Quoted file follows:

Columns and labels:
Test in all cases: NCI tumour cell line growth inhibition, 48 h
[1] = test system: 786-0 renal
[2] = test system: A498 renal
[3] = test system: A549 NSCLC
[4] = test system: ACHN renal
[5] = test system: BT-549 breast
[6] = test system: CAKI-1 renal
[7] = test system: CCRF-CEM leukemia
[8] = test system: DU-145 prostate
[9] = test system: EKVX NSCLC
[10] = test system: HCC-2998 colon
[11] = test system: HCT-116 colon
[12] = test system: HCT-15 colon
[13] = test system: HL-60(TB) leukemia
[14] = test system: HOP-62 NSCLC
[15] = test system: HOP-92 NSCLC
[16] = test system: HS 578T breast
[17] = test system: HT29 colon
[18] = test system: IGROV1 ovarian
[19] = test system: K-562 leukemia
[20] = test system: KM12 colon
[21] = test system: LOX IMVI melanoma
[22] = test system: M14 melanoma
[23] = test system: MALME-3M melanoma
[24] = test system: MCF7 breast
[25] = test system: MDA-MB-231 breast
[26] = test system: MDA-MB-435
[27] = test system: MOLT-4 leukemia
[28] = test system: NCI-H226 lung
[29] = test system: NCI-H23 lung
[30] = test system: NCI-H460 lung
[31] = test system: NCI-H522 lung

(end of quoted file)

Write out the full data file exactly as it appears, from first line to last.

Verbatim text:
Columns and labels:
Test in all cases: NCI tumour cell line growth inhibition, 48 h
[1] = test system: 786-0 renal
[2] = test system: A498 renal
[3] = test system: A549 NSCLC
[4] = test system: ACHN renal
[5] = test system: BT-549 breast
[6] = test system: CAKI-1 renal
[7] = test system: CCRF-CEM leukemia
[8] = test system: DU-145 prostate
[9] = test system: EKVX NSCLC
[10] = test system: HCC-2998 colon
[11] = test system: HCT-116 colon
[12] = test system: HCT-15 colon
[13] = test system: HL-60(TB) leukemia
[14] = test system: HOP-62 NSCLC
[15] = test system: HOP-92 NSCLC
[16] = test system: HS 578T breast
[17] = test system: HT29 colon
[18] = test system: IGROV1 ovarian
[19] = test system: K-562 leukemia
[20] = test system: KM12 colon
[21] = test system: LOX IMVI melanoma
[22] = test system: M14 melanoma
[23] = test system: MALME-3M melanoma
[24] = test system: MCF7 breast
[25] = test system: MDA-MB-231 breast
[26] = test system: MDA-MB-435
[27] = test system: MOLT-4 leukemia
[28] = test system: NCI-H226 lung
[29] = test system: NCI-H23 lung
[30] = test system: NCI-H460 lung
[31] = test system: NCI-H522 lung